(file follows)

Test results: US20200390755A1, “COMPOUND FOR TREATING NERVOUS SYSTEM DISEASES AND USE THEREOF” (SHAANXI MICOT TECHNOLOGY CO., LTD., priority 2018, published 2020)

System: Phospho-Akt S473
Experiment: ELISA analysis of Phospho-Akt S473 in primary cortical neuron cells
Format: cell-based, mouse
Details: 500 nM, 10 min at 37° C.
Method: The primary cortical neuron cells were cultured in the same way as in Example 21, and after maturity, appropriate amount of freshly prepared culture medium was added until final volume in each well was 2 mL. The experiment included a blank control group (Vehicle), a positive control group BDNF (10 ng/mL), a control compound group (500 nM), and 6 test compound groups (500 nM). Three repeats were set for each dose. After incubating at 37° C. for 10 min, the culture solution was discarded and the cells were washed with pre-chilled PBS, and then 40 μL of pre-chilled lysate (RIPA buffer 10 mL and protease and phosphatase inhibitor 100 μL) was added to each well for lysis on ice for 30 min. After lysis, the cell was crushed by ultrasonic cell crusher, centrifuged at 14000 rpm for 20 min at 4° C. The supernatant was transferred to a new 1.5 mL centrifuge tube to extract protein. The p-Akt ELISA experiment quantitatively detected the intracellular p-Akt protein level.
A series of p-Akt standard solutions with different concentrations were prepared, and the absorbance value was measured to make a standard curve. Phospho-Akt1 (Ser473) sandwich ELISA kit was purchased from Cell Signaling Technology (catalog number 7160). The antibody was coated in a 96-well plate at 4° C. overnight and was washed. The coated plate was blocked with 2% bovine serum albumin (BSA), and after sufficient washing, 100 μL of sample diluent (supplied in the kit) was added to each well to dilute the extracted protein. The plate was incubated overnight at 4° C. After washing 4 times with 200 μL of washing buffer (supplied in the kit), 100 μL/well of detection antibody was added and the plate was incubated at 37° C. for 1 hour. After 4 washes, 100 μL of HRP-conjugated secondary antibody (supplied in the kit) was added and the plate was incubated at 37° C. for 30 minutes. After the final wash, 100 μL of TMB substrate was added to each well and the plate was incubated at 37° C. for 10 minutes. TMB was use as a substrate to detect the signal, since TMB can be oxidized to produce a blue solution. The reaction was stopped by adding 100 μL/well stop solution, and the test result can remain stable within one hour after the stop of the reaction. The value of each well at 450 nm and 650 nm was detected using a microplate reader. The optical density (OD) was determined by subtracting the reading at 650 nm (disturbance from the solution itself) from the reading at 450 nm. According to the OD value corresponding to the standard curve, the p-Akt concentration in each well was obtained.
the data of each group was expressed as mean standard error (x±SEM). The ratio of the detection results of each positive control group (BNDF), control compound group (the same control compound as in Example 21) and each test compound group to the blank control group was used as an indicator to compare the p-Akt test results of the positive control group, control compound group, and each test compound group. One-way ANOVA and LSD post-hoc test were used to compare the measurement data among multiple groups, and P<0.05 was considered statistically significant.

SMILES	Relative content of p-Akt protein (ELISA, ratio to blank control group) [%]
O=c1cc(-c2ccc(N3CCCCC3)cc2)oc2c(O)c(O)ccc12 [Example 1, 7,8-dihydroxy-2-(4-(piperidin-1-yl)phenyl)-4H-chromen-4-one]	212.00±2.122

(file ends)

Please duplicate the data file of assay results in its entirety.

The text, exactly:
Test results: US20200390755A1, “COMPOUND FOR TREATING NERVOUS SYSTEM DISEASES AND USE THEREOF” (SHAANXI MICOT TECHNOLOGY CO., LTD., priority 2018, published 2020)

System: Phospho-Akt S473
Experiment: ELISA analysis of Phospho-Akt S473 in primary cortical neuron cells
Format: cell-based, mouse
Details: 500 nM, 10 min at 37° C.
Method: The primary cortical neuron cells were cultured in the same way as in Example 21, and after maturity, appropriate amount of freshly prepared culture medium was added until final volume in each well was 2 mL. The experiment included a blank control group (Vehicle), a positive control group BDNF (10 ng/mL), a control compound group (500 nM), and 6 test compound groups (500 nM). Three repeats were set for each dose. After incubating at 37° C. for 10 min, the culture solution was discarded and the cells were washed with pre-chilled PBS, and then 40 μL of pre-chilled lysate (RIPA buffer 10 mL and protease and phosphatase inhibitor 100 μL) was added to each well for lysis on ice for 30 min. After lysis, the cell was crushed by ultrasonic cell crusher, centrifuged at 14000 rpm for 20 min at 4° C. The supernatant was transferred to a new 1.5 mL centrifuge tube to extract protein. The p-Akt ELISA experiment quantitatively detected the intracellular p-Akt protein level.
A series of p-Akt standard solutions with different concentrations were prepared, and the absorbance value was measured to make a standard curve. Phospho-Akt1 (Ser473) sandwich ELISA kit was purchased from Cell Signaling Technology (catalog number 7160). The antibody was coated in a 96-well plate at 4° C. overnight and was washed. The coated plate was blocked with 2% bovine serum albumin (BSA), and after sufficient washing, 100 μL of sample diluent (supplied in the kit) was added to each well to dilute the extracted protein. The plate was incubated overnight at 4° C. After washing 4 times with 200 μL of washing buffer (supplied in the kit), 100 μL/well of detection antibody was added and the plate was incubated at 37° C. for 1 hour. After 4 washes, 100 μL of HRP-conjugated secondary antibody (supplied in the kit) was added and the plate was incubated at 37° C. for 30 minutes. After the final wash, 100 μL of TMB substrate was added to each well and the plate was incubated at 37° C. for 10 minutes. TMB was use as a substrate to detect the signal, since TMB can be oxidized to produce a blue solution. The reaction was stopped by adding 100 μL/well stop solution, and the test result can remain stable within one hour after the stop of the reaction. The value of each well at 450 nm and 650 nm was detected using a microplate reader. The optical density (OD) was determined by subtracting the reading at 650 nm (disturbance from the solution itself) from the reading at 450 nm. According to the OD value corresponding to the standard curve, the p-Akt concentration in each well was obtained.
the data of each group was expressed as mean standard error (x±SEM). The ratio of the detection results of each positive control group (BNDF), control compound group (the same control compound as in Example 21) and each test compound group to the blank control group was used as an indicator to compare the p-Akt test results of the positive control group, control compound group, and each test compound group. One-way ANOVA and LSD post-hoc test were used to compare the measurement data among multiple groups, and P<0.05 was considered statistically significant.

SMILES	Relative content of p-Akt protein (ELISA, ratio to blank control group) [%]
O=c1cc(-c2ccc(N3CCCCC3)cc2)oc2c(O)c(O)ccc12 [Example 1, 7,8-dihydroxy-2-(4-(piperidin-1-yl)phenyl)-4H-chromen-4-one]	212.00±2.122